Found one on eBay for $135.

Wow, that leaves the other $365 for lighting (work lights, bounce boards, chinese lantern, fluorescents, gels, diffusion, kit stands, black wrap, C47's, etc. etc.) and sound (Octava hypercardioid mic, boom pole, XLR adapter, headphones).

Hey, you might even be able to afford a Bogen 501 head and some tripod legs, too. :D

ha ha I think we'll endup using the ambient light.. it doesn't have to look spectacular really, but thanks for the suggestions. I'll probably suggest the digital8 camera since it's really cheap.. but maybe they'll want something else, but will probably settle for a wal mart camera :P
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#8 Charlie Seper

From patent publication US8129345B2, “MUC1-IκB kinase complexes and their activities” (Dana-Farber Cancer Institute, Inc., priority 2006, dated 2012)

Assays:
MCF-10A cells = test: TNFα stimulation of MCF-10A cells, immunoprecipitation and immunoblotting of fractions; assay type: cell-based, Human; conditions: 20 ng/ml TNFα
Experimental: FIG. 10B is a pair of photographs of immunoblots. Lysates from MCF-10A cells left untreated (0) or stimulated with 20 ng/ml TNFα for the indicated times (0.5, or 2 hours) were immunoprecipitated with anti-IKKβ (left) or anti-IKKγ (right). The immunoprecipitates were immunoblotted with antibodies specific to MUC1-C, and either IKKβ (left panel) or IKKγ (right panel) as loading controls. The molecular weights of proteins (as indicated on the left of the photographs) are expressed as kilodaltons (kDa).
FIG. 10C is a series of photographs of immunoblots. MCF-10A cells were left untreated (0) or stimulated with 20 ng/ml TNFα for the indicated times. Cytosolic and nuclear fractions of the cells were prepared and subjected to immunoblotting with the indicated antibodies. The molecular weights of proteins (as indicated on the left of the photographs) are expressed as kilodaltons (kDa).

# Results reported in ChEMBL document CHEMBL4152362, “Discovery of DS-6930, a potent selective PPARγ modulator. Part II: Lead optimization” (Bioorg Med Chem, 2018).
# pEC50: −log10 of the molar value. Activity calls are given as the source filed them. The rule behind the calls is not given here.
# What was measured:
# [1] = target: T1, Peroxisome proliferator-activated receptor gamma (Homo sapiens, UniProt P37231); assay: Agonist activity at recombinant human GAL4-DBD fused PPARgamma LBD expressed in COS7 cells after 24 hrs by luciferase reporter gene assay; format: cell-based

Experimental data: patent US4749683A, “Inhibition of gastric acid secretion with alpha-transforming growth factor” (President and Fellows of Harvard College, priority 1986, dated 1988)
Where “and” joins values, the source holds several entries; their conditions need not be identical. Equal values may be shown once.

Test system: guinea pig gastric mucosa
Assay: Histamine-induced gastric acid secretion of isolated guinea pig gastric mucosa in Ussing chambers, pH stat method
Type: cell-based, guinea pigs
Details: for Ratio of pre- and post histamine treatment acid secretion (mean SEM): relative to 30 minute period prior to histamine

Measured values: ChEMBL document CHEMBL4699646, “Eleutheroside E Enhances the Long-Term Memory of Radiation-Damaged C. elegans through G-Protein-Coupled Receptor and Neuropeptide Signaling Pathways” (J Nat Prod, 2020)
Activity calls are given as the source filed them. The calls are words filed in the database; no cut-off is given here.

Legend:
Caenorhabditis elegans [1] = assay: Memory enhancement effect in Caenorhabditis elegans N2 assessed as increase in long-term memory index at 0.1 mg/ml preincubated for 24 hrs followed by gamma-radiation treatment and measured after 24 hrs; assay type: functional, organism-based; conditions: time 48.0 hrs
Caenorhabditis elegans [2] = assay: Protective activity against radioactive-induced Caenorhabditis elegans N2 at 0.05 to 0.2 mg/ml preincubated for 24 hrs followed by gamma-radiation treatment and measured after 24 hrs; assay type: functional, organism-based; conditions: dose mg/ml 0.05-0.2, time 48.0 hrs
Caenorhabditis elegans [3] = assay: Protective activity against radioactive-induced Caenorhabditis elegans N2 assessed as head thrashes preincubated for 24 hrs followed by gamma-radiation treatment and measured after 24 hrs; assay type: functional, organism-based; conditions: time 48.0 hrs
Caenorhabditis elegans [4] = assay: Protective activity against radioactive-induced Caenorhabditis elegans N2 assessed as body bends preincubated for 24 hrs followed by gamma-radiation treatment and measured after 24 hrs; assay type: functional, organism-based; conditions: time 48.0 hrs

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Posted 16 December 2005 - 07:17 PM

Robert, the advise about the used TRV120 and a new Panny GS series is pretty good I think. Also, the Sony TRV900. That was a fine cam and there's a bunch of them out there used.

f you look to buy something mail order you can find much better deals on new items too. A Canon Optura Xi is normally over a thousand but you might find one mail order for closer to $500 to $700. That's a pretty good cam for the money too and it has the decent low light performance you'll need in a church where the lighting isn't very good much of the time.

I have some web pages I put up for my church clients. They aren't finished yet but you might find some useful info there, (there's nothing for sale): Christian Film Maker

Edited by Charlie Seper, 16 December 2005 - 07:20 PM.

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#9 David Gottlieb

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Posted 16 December 2005 - 07:59 PM